Citigroup: Really Big May Not Be Better

For sheer audacity, the Citicorp-Travelers Group Inc. merger is hard to beat. In one mammoth leap, the world of finance is forever changed. Punching through a welter of archaic laws, the giant $70 billion Citigroup is a bold financial model for the global, digital age.

The goal, of course, is to offer everyone around the world a similar package of banking, investing, and insurance products they dearly need. Aging populations, privatizing pension programs, and booming stock markets are opening up global opportunities. The spread of the Net and digital technology provides the means of distribution. It all makes sense. Sort of.

The trends are real, but a colossal bank holding company may not be the optimum business model for the digital era. The Net is disaggregating all kinds of industries, allowing customers to get into direct contact with products. Why buy stock insurance from Citigroup when an enormous variety of these products are available from the Net? Charles Schwab & Co. is already a kind of virtual brokerage. Some 30% of all retail stock trading is on the Net. Small or virtual may be as viable financial models in the 21st century as big. Maybe more.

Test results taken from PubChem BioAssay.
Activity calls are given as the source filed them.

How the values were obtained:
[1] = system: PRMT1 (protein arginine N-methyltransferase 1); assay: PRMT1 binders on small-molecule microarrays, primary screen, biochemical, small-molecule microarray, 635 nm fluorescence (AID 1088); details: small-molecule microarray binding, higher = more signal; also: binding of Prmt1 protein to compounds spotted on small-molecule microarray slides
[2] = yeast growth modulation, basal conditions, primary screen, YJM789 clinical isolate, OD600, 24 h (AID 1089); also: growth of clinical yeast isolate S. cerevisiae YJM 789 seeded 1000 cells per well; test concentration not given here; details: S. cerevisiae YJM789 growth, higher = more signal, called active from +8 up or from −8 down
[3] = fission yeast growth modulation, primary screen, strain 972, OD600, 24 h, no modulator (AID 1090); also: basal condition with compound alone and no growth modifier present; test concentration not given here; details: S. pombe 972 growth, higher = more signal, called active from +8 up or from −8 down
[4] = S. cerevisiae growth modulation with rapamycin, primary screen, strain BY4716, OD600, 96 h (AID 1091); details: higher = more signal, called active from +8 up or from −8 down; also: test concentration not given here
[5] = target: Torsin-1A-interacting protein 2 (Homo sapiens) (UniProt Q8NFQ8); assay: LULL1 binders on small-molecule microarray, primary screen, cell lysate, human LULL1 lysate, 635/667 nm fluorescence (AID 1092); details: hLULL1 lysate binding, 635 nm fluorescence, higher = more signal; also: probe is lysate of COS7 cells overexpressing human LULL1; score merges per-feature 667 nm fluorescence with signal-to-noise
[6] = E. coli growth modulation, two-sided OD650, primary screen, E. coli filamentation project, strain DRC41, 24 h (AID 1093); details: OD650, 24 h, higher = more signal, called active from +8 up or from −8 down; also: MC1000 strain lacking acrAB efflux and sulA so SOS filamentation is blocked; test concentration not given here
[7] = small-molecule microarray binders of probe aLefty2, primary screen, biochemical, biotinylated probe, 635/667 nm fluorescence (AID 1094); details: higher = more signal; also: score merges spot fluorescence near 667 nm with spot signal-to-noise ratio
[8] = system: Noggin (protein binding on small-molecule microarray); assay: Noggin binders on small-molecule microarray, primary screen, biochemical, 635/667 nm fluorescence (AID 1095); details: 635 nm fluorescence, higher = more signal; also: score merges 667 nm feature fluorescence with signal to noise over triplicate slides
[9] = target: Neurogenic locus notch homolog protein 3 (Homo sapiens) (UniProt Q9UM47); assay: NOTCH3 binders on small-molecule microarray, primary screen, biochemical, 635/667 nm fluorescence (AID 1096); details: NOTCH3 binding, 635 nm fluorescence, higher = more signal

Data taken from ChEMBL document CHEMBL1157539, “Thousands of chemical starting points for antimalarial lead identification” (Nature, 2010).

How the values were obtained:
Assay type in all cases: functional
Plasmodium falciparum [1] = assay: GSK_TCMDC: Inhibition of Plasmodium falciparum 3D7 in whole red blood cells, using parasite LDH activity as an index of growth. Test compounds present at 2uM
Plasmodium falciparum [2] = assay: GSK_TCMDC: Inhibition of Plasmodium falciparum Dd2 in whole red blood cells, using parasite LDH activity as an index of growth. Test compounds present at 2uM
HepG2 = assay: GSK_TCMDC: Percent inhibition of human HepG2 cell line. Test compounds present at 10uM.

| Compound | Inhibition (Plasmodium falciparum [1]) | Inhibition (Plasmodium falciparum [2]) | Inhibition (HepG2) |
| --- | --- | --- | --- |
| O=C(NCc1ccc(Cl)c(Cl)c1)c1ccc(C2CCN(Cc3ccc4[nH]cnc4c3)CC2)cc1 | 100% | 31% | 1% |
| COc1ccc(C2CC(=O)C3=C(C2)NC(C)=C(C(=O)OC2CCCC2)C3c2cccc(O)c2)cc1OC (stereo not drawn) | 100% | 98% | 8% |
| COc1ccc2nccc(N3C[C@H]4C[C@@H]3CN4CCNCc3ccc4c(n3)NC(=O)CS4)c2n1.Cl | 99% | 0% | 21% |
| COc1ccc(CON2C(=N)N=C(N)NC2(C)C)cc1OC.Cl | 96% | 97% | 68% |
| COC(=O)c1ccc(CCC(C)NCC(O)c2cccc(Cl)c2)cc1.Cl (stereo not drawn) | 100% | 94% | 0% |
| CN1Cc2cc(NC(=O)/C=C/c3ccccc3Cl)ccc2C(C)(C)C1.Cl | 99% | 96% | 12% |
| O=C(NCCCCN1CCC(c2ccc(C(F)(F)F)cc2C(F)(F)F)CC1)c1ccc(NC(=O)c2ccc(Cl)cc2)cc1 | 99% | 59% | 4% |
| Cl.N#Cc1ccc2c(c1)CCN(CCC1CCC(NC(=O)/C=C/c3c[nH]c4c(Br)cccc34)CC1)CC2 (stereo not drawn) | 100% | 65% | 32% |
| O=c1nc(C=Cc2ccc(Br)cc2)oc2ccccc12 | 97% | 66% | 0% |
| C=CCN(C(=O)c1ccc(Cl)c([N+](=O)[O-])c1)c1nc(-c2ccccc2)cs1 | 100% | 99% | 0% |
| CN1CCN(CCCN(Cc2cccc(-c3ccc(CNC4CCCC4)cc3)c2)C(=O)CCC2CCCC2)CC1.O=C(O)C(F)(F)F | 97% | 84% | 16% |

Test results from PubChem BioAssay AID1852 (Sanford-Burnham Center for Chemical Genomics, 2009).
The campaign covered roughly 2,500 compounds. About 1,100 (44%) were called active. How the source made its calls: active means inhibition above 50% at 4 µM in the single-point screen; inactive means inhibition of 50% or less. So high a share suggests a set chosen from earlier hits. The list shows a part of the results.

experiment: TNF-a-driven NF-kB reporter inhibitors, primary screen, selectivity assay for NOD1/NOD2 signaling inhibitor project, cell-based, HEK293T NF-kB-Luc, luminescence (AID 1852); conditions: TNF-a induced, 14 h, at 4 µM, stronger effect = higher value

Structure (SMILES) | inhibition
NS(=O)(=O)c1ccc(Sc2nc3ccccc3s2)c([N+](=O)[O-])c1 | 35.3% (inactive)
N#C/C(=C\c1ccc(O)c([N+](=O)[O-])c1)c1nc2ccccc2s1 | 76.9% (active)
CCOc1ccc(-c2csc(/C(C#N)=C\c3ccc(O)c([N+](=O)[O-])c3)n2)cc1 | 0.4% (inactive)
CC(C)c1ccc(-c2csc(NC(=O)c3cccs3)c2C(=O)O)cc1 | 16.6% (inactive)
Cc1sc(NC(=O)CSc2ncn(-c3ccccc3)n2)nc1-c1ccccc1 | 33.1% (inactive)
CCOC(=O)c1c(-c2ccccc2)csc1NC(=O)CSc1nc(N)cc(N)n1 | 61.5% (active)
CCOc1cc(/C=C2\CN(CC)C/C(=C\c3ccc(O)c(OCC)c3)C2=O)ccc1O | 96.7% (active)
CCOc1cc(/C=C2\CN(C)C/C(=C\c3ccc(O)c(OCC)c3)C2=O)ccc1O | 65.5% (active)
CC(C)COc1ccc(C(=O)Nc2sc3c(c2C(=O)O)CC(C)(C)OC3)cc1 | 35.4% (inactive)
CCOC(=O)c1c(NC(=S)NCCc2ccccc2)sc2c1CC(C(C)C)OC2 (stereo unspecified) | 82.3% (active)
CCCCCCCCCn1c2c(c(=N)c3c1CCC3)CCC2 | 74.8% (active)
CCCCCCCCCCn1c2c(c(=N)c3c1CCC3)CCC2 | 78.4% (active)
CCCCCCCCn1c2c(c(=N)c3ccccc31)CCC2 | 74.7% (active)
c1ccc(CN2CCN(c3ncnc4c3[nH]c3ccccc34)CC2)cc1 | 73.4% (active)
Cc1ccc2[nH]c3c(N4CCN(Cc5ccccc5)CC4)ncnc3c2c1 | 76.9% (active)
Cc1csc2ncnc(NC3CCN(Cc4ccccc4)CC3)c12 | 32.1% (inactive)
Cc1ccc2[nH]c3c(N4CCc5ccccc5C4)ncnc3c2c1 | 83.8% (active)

Then there is the problem of who regulates the behemoths. Banks the size of Citibank are "too big to fail," and in nearly every past business cycle the Federal Reserve has had to bail them out. Will monetary policy now be used to bolster bank earnings if insurance or stock problems threaten the health of Citigroup? We hope not. We also hope the Fed centralizes the supervision of these giants under its wing.

Oh, yes. Now that the real world has bypassed Congress once again, we expect the legislators to finally update the 1933 Glass-Steagall Act. Citigroup has just made it meaningless.